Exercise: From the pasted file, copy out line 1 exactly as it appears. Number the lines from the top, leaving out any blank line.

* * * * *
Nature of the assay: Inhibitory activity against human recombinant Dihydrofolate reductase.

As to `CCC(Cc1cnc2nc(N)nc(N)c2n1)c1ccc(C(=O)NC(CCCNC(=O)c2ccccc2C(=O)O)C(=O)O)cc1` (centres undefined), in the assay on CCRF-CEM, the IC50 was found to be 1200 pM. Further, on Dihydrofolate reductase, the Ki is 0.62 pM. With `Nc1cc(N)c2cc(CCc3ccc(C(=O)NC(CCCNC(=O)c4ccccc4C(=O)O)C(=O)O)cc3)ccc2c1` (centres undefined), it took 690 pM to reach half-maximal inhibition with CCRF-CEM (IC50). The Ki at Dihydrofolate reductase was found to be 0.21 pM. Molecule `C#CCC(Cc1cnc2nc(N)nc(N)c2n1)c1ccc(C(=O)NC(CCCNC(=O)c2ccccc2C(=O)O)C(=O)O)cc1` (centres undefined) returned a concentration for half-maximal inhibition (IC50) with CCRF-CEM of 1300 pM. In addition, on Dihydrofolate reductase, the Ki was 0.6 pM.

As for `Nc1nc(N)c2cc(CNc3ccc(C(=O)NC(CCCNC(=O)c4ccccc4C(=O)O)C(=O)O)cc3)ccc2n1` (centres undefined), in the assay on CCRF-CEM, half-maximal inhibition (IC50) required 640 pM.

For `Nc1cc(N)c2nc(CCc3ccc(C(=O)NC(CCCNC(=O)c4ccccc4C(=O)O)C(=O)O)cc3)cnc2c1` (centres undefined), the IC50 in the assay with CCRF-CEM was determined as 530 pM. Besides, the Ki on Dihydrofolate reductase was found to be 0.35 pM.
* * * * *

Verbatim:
Nature of the assay: Inhibitory activity against human recombinant Dihydrofolate reductase.